Jun 192011
 

 

While discussing Matthew 24 a FB friend linked an article by the famous Dispensational Eschatologist, Dr. Thomas Ice.  Included is the entire comment below.

 

 

 

 

http://www.pre-trib.org/articles/view/matthew-24-and-this-generation Ice goes over this subject in great detail using Demars (sic) view as a backdrop for the explanation. For anyone interested in what is being discussed here in more detail. I am not sure if Curtis is a full preterist or not.

The DeMar in question is Gary DeMar of American Vision.  I don’t know which debate Ice was talking about for sure because he didn’t say.   However, the PDF of the article was created 7/24/03 and the debate I heard was on 2/26/02 which you can hear part one here, and part two here.

Following is my review of the article and my assessment of Ice’s hermeneutic for his view.  It will be detailed and in depth exposing every aspect.  Finally as a foot note I will define how I use the terms hermeneutics, exegesis, eisegesis, and empirical.  If a commenter uses them, I expect them to mean those that same way, else pick a different term and be prepared to define it if asked.  I hate undefined terms that end up being fallacious eqivocations.


Ice begins:

Preterism teaches that most, if not all, of the Book of Revelation and the Olivet Discourse (Matt. 24-25; Mark 13; Luke 21) were fulfilled in conjunction with the destruction of Jerusalem by the Romans in a.d. 70. If this notion is granted, then almost all of Bible prophecy is not to be anticipated in the future, but is past history. Their false scheme springs forth from a misinterpretation of Matthew 24:34 (see also Mark 13:30; Luke 21:32), by which they launch an upside-down view of eschatology, which does not look to the future but instead gazes at the past.

“by the Romans”  Not all would concur but close enough as it is irrelevant to exegeting the passage.

“almost all of Bible prophecy is not to be anticipated in the future, but is past history.”  if not all according to some, but again irrelevant so…okay.

 

Here we go, “Their false scheme springs forth from a misinterpretation of Matthew 24:34 (see also Mark 13:30; Luke 21:32), by which they launch an upside-down view of eschatology, which does not look to the future but instead gazes at the past.”  Thomas is writing about a debate which asks a question.  Basically Matt 24 past or future?  Ice is aware that there are plenty of preterists in the world including some of the brightest minds in theology both contemporary and historic, who believe most or all of Matt 24 is fulfilled.  The ‘classical preterist’ or ‘historical preterist’ view dates back to the Early Church Fathers and was actually a (note the ‘a’ not ‘the’) dominant view of Protestants from the reformation to Scofield.  Yes there was division over the details as there is in all views of all doctrinal subjects.  Why do I mention this?  Because, this quote is a fallacy know as begging the question.  Ice has presupposed what he attempts to prove in the rest of the article.  Which is okay I guess, this part is an editorial and not an exercise in rationality, as we will see.  And it is a justified statement of hubris IF he makes his case well.  This too, we will see.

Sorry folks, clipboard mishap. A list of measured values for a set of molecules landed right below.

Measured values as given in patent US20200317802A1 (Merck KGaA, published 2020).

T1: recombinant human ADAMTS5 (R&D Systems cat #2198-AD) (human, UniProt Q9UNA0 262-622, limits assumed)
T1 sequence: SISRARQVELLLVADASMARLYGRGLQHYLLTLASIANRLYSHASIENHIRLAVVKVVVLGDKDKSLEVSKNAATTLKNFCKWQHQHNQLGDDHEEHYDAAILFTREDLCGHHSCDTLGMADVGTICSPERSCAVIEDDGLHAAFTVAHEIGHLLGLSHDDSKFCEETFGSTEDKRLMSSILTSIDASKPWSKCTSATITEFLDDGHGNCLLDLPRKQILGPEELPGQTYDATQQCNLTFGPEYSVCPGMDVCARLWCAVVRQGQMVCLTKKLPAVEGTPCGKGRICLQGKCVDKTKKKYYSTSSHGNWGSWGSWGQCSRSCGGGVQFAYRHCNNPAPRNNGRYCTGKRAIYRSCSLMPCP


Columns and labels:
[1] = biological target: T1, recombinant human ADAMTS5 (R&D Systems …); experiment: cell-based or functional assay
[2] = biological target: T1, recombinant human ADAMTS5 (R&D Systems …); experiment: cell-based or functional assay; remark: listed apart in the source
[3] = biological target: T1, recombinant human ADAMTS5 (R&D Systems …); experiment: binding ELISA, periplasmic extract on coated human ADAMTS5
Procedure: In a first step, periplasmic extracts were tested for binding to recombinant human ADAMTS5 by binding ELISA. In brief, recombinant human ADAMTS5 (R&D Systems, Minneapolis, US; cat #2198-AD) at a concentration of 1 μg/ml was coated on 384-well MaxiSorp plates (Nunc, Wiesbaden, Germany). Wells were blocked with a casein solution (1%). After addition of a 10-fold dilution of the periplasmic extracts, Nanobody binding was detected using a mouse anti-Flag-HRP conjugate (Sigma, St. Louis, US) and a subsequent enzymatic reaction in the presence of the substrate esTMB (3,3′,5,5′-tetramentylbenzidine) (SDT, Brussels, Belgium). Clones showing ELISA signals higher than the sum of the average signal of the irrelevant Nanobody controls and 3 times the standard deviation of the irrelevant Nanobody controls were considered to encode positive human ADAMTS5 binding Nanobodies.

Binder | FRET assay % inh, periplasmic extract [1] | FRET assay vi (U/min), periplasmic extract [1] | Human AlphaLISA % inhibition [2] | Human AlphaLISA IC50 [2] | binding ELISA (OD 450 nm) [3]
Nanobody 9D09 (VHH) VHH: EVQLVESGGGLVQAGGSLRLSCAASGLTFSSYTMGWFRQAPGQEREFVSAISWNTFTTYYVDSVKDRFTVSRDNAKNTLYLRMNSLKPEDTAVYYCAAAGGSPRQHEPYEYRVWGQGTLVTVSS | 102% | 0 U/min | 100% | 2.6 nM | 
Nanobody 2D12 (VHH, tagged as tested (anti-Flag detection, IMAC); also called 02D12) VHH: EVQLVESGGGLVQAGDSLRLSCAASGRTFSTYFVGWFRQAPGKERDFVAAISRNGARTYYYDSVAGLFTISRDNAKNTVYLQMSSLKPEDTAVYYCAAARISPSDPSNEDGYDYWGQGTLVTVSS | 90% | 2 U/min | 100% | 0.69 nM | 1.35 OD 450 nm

DeMar says, “Every time ‘this generation’ is used in the New Testament, it means, without exception, the generation to whom Jesus was speaking.”[3] DeMar’s assertion is simply not true! “This generation” in Hebrews 3:10 clearly refers to the generation of Israelites that wandered in the wilderness for 40 years during the Exodus.

Ice footnotes his quote of DeMar to one of his books, which is fine.  However in the debate that Ice started with, which came after the book, and before this article, DeMar never said “used in the New Testament.”  Seems a bit uncharitable to the latest, clearest, and most repeated view of DeMar.  DeMar said in the debate and since (paraphrased) “Every time ‘this generation’ is used by Jesus in the Gospels it means, without exception…”  And that is true, I believe.  Now I would think comparing Jesus’ words with Jesus’ words would give us a better idea about what Jesus meant than comparing Jesus’ words to the author of Hebrews.

 

Now, about Hebrews 3:10.  Many standard mainstream bible versions translate the text as “that generation.”  Here is a short list that have “that generation” form my small collection:  KJV, NKJV, ESV, and the NIV… about one third of mine.  Could it be that a rational reason it is translated “this generation” is because it is quoting Psalm 95 which says “this generation” in poetic form about a past event?  Why change poetry when it is clear from the immediate context (exegesis) of Heb 3 that it is a different generation than the audience?  Just leave it ‘this’.  Any moron can figure it out.

 

Next lets look at the language of Matthew 24:34 vs Heb 3:10.  Pardon that I don’t know how to do the special characters for Greek in FB Notes.  I don’t know enough about what they mean anyway, lol.  Matthew 24:34, the Greek terms in question and in order, hee (untranslated definite article used to tie geneá to haútee (I think)) geneá (generation) haútee (‘this’ in all bibles), hee  geneá  haútee.  Hebrews 3:10, the terms in question and in order, teé(untranslated) geneán (generation)taútee (this or that depending on bible version), teé  geneán  taútee.

 

These are clearly not the same phrases.  This could be another reason why many bibles translate it ‘that generation.’  If I were a Greek scholar I might be able to give you more.  When we combine all the information, Tommy’s lone exception seems to be a rather lackluster exception to exactly that….the rule that Christ was always referring to his contemporaries and the vast majority of the other NT ‘this generation’ texts were also.  Remember exegesis starts with the text its self.  This language and the grammar are not the same.